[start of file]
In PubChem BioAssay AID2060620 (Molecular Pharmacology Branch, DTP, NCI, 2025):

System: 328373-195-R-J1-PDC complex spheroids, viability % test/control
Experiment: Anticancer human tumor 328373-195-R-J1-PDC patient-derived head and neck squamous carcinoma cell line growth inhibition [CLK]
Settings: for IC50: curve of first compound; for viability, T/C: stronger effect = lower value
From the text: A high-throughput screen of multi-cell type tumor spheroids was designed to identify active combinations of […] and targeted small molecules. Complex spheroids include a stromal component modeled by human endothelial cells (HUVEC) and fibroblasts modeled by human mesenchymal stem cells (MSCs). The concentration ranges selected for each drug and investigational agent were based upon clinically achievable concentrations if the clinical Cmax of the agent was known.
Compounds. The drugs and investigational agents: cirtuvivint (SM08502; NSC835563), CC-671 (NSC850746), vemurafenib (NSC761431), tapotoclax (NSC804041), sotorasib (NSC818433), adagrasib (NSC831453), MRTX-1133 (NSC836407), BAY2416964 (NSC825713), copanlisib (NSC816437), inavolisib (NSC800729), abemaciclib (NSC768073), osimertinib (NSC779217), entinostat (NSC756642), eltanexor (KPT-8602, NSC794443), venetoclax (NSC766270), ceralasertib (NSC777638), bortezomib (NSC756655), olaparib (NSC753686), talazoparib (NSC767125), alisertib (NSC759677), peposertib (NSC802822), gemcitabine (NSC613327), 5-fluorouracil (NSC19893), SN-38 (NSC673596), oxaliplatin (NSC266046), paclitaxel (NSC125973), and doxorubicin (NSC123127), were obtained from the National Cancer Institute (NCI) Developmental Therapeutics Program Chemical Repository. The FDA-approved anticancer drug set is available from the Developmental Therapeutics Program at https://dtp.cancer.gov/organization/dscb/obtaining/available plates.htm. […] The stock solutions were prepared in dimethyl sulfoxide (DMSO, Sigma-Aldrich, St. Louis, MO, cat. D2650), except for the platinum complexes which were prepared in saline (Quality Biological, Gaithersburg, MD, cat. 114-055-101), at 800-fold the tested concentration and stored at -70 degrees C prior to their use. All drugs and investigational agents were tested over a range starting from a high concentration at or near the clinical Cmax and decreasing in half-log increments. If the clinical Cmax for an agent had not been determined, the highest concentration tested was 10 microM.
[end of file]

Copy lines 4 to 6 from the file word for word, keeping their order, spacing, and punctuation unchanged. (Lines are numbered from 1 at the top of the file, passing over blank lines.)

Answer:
Settings: for IC50: curve of first compound; for viability, T/C: stronger effect = lower value
From the text: A high-throughput screen of multi-cell type tumor spheroids was designed to identify active combinations of […] and targeted small molecules. Complex spheroids include a stromal component modeled by human endothelial cells (HUVEC) and fibroblasts modeled by human mesenchymal stem cells (MSCs). The concentration ranges selected for each drug and investigational agent were based upon clinically achievable concentrations if the clinical Cmax of the agent was known.
Compounds. The drugs and investigational agents: cirtuvivint (SM08502; NSC835563), CC-671 (NSC850746), vemurafenib (NSC761431), tapotoclax (NSC804041), sotorasib (NSC818433), adagrasib (NSC831453), MRTX-1133 (NSC836407), BAY2416964 (NSC825713), copanlisib (NSC816437), inavolisib (NSC800729), abemaciclib (NSC768073), osimertinib (NSC779217), entinostat (NSC756642), eltanexor (KPT-8602, NSC794443), venetoclax (NSC766270), ceralasertib (NSC777638), bortezomib (NSC756655), olaparib (NSC753686), talazoparib (NSC767125), alisertib (NSC759677), peposertib (NSC802822), gemcitabine (NSC613327), 5-fluorouracil (NSC19893), SN-38 (NSC673596), oxaliplatin (NSC266046), paclitaxel (NSC125973), and doxorubicin (NSC123127), were obtained from the National Cancer Institute (NCI) Developmental Therapeutics Program Chemical Repository. The FDA-approved anticancer drug set is available from the Developmental Therapeutics Program at https://dtp.cancer.gov/organization/dscb/obtaining/available plates.htm. […] The stock solutions were prepared in dimethyl sulfoxide (DMSO, Sigma-Aldrich, St. Louis, MO, cat. D2650), except for the platinum complexes which were prepared in saline (Quality Biological, Gaithersburg, MD, cat. 114-055-101), at 800-fold the tested concentration and stored at -70 degrees C prior to their use. All drugs and investigational agents were tested over a range starting from a high concentration at or near the clinical Cmax and decreasing in half-log increments. If the clinical Cmax for an agent had not been determined, the highest concentration tested was 10 microM.